Just another brain-dead techie with views on everything under the sun!

Friday, June 11, 2004

The Bonfire of Fallacies

Ravikiran and Jivha have an interesting topic up for discussion on their sites. Ad Hominem fallacies.

For those who are unaware of the existence of such a fallacy, let me explain in a nutshell. Ad Hominem is Latin for "against the man" or "to the man". So an ad hominem argument (or fallacy) is an argument against your opponent rather than against the arguments he/she has put forth. As a result, the argument often tends to be irrelevant to the logic and/or facts of the opponent's arguments and hence is classified under "Fallacies of Relevance". Further reading material on the subject is available at places such as this or this or this ... and so on!

Ravikiran takes the example of a rape victim who's probably trying to convince the authorities that she was indeed raped. His contention in the example is that it is not a case of ad hominem fallacy.
Alleged Rape Victim: The accused raped me.
Lawyer: Is it true that the night previous to the alleged rape, you willingly slept with the accused?
A R V: Yes
Lawyer: In that case, why should we believe that the accused raped you?

...

If a woman has willingly slept with the accused the night before, she wouldn't have much credibility is she claims that the accused raped her the next night.

...

However, it would be a an ad hominem argument if we persist in disbelieving in a claim even if there is other evidence to back it up, solely because of the credibility of the person making it
In my view, Ravikiran is technically absolutely right! Ignoring an argument/evidence in the favour of extraneous considerations such as the victim's proximity to the perpetrator or the victim's past sexual behaviour/proclivities, will make it an argumentum ad hominem. In the absence of logical arguments and/or evidence from the victim's side, the argument does not qualify as argumentum ad hominem.

Jivha questions Ravikiran's opinion about the 'relevance' of past sexual history of the alleged victim to the present crime. But I feel that Ravikiran's post precludes such questions by mentioning...
Now don't quibble with me saying "But that is not how I define ad hominem" My definition takes care to distinguish between a fallacy and a reaonable guess. Your's doesn't. So there.
When the past sexual history of the alleged victim is considered to be 'relevant' to the present crime, in absence of argument/evidence, it turns into a 'reasonable guess'... an extrapolation... a supposition!!

Ad Hominem fallacy involves arguing against the opponent rather than against his views or arguments. If you remove the opponent's arguments out of the equation, the moment you say anything against the opponent himself, it falls down to the level of an insult!

Being a terribly slow thinker, I still haven't figured out how Kingsley's factor of 'intent' fits into the picture. But I'm trying!!

4 Comments:

Blogger Kingsley said...

The claim whose credibility is being judged is one of intent, unlike the case of the doctor and the CEO, where the claim is made about skill/knowledge/talent. And whereas skill/knowledge do not change rapidly, intent can and does. Therefore it is wrong to judge a claim of intent by the same standards we use to judge claims of skill/talent/ability.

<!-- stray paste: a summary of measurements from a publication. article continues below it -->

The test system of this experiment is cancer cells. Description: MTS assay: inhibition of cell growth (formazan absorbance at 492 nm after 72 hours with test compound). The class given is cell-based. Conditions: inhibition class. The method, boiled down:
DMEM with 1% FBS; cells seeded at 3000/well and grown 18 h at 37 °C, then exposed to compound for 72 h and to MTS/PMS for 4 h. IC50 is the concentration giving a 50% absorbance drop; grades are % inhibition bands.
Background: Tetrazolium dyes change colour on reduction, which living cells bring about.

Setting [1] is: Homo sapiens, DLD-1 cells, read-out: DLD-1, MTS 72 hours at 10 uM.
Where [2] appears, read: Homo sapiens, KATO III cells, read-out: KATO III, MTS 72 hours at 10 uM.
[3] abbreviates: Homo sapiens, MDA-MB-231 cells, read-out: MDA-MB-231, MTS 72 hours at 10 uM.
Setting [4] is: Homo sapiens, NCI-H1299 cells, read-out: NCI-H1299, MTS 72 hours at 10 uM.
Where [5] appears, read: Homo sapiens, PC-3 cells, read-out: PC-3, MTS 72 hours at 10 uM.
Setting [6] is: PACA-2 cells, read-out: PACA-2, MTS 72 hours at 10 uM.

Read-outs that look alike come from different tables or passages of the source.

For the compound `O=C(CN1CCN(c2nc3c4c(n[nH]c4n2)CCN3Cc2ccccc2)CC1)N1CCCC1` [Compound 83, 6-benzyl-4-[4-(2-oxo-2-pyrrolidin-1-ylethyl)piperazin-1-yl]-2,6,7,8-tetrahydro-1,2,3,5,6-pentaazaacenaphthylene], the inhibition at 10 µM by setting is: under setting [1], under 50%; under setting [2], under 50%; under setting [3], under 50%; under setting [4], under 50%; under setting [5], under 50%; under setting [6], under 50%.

5:01 AM

 
Blogger Sameer said...

Yup. I am beginning to see your point, Kingsley.

10:42 AM

 
Anonymous Anonymous said...

Sameer,
in the About.com article the author tries to explain the differences between the abusive Ad Hominem argument and the non-abusive Ad Hominem argument, but in both cases they are Ad Hominem arguments; unless you are trying to say that an abusive Ad Hominem argument is NOT an Ad Hominem argument.
I do not see that bit of reasoning in the article. Instead, from what I gather the abusive Ad Hominem arguments are a subset of the super set of Ad Hominem arguments .
Mother T

6:36 PM

 
Blogger Sameer said...

Mother T : You are right. I re-read that article and realized that the author was trying to show that the example was not a case of an abusive ad hominem argument. But I still stand by my statement that the rape example on Jivha's blog did not constitute an ad hominem fallacy. The reason for that has been better explained by Yazad's comment on Jivha's blog, where he says something to the effect of, trying to create a reasonable doubt in the mind of the judge. I know that its ethically wrong for the lawyer to use such a cheap shot to make a point, but then, as long he's not denying the victim's arguments by producing her past experiences, he's not making an ad hominem fallacy. It may well be an ad hominem argument... but I have reservations against considering it to be a fallacy! Note the subtlety here. An ad hominem argument may not be an ad hominem fallacy!

11:23 PM

 

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Sameer/Male/27. Hails from India/Maharashtra/Mumbai/Prabhadevi, speaks Marathi, English and Hindi. Spends 60% of daytime online. Uses a Faster (1M+) connection. And likes Reading/Computers.